1955 · France
Manuel Müller is seen as an established contemporary artist, who originates from France, like other celebrated artists such as Valérie Mréjen, Francois Ribes, Eric Benetto, Rasine Thierry, and Véronikah. Manuel Müller was born in 1955.
Manuel Müller's Gallery representation
Manuel Müller's work is available for viewing at Galerie Carzaniga located in Basel, Switzerland.
Historical Context of France
France has been a significant country in the unfolding of modernism. Throughout the 19th century, France established the foundations of what is today known as the avant-garde, including movements such as Impressionism, Post-Impressionism and Art Nouveau, led by world renowned artists. In the first half of the twentieth century, Paris was a fundamental intellectual and cultural centre, establishing cutting-edge movements such as Cubism, Fauvism, Dadaism and Surrealism, amongst others. These movements emerged at the beginning of the century, in the period immediately preceding the Second World War. Dominant French artistic figures from the beginning of the century include Paul Cezanne, Pablo Picasso, Georges Braque (Spanish national who settled in France) Francis Picabia, Marcel Duchamp, Man Ray, and Le Corbusier amongst many of others.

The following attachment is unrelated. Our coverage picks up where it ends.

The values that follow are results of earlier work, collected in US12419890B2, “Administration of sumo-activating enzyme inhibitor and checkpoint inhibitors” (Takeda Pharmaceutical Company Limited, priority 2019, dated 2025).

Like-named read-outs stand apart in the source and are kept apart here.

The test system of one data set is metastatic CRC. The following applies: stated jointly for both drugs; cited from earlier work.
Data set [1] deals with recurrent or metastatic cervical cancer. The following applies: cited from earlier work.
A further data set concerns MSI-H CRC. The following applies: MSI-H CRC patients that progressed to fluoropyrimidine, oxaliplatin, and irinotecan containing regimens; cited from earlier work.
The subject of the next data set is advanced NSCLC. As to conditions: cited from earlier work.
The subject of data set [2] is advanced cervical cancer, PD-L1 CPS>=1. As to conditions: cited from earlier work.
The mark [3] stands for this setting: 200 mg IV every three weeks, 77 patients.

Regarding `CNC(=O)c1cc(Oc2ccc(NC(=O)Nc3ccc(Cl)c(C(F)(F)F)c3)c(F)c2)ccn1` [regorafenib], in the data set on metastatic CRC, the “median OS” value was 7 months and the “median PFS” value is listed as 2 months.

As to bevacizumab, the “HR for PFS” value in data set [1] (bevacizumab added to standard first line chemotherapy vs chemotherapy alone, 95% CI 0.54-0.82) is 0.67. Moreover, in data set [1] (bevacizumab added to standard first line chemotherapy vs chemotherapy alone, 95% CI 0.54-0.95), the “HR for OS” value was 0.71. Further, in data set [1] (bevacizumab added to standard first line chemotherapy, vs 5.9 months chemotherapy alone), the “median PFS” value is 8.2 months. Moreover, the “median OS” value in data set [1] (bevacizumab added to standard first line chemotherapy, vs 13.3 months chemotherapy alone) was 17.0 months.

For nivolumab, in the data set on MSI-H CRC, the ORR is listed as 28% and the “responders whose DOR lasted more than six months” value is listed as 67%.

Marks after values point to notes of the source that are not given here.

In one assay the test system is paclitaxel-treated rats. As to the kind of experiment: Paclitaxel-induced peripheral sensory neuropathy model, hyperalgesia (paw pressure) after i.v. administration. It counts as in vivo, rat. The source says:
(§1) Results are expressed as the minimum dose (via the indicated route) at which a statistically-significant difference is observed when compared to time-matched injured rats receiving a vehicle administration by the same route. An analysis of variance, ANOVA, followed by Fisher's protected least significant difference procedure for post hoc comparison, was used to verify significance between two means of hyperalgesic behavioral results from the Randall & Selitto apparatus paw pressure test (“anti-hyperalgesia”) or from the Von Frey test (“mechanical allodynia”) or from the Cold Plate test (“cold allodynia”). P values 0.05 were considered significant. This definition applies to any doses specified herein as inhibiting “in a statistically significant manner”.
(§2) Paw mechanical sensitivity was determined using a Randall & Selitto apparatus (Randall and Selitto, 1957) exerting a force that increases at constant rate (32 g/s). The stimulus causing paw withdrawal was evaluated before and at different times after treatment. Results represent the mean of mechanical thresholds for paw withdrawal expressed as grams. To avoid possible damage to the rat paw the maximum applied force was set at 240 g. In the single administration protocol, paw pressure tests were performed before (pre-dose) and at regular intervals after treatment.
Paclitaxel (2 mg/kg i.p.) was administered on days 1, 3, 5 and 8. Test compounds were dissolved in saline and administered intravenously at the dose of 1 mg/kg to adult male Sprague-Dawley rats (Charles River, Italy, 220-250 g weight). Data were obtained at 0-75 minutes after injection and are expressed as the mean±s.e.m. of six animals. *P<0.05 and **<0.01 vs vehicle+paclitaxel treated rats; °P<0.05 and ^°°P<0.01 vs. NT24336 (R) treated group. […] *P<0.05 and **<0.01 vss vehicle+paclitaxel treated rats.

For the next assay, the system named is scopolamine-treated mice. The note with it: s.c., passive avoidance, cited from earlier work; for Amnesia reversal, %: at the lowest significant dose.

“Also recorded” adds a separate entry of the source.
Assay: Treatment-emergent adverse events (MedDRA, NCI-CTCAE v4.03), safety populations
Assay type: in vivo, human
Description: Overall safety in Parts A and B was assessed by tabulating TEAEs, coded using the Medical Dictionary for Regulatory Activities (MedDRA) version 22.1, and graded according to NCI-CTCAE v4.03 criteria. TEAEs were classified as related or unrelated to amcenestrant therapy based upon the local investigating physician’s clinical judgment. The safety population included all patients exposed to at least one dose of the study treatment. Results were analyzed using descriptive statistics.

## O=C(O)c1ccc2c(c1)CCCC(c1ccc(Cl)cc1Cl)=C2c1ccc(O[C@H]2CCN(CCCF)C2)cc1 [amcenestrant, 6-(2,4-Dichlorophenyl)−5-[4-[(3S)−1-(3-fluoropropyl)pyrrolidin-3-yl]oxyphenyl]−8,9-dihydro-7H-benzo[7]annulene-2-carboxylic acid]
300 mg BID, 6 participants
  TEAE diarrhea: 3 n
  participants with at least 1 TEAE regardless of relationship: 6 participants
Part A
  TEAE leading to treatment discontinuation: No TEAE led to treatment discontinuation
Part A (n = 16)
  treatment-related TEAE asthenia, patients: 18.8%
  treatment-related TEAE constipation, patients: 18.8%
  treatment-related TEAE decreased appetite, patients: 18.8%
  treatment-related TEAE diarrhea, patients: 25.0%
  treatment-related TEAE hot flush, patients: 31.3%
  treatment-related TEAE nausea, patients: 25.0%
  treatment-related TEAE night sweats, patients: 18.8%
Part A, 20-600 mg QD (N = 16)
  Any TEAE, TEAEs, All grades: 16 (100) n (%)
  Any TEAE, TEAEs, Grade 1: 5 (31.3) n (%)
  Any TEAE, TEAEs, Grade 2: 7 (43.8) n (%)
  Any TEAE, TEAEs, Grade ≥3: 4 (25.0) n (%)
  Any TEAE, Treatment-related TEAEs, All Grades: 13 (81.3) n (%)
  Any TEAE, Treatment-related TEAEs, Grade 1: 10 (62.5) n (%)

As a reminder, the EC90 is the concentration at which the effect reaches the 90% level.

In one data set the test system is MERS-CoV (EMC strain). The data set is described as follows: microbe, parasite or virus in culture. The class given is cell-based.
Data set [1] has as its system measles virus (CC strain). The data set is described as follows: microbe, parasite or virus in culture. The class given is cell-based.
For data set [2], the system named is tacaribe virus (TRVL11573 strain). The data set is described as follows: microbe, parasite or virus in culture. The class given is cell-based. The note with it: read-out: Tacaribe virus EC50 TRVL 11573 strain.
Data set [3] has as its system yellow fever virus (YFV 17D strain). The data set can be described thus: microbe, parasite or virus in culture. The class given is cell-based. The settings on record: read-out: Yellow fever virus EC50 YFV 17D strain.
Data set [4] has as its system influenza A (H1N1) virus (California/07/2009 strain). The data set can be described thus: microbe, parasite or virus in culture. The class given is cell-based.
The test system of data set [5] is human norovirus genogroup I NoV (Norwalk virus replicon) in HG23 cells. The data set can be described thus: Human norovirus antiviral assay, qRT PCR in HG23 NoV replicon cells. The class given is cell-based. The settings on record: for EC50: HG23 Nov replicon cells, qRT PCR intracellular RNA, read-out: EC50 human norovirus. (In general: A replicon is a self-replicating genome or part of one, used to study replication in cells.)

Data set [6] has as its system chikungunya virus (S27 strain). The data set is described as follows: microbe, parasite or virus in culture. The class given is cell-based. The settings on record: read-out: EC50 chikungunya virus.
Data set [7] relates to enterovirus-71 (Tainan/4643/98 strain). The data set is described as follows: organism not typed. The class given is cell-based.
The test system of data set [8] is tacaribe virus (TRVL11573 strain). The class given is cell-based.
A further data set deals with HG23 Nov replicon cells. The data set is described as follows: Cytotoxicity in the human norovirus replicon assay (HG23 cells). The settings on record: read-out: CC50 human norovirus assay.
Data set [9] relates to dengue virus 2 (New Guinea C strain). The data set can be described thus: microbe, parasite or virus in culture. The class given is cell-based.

Further Biographical Context for Manuel Müller
Manuel Müller was born in 1955 and was predominantly inspired by the 1970s growing up. The art sphere of the 1970s was characterized by a longing to evolve and strengthen itself, as a response to the many tensions of the previous decade. One of the most central movement of the 1970s was Conceptualism, which appeared as an offshoot of Minimalism, while the experimental, creative journey of Process art emerged by combining essential aspects of Conceptualism with further reflections on art itself. The earliest ideas of environmentalism bounced from Land Art, which took art into earth itself, sculpting the land and bringing art to the outdoors. For the first time since the decline of Abstract Expressionism, Expressive figure painting slowly resurfaced and regained its status, predominantly in Germany through the works of critically acclaimed figures Gerhard Richter, Anselm Kiefer and Georg Baselitz. The city of New York persisted as the most prominent artistic hub of the decade, with international artists wandering through the downtown scene, visiting bars and art galleries, consolidating the idea of New York City as a cosmopolitan and sophisticated cultural capital. A few significant international movements that defined the decade include photorealism, which was initially introduced in the 1960s and reached commercial and critical success in the 1970s, as well as feminism which had a strong impact on the visual culture.
- Galleries Representing this Artist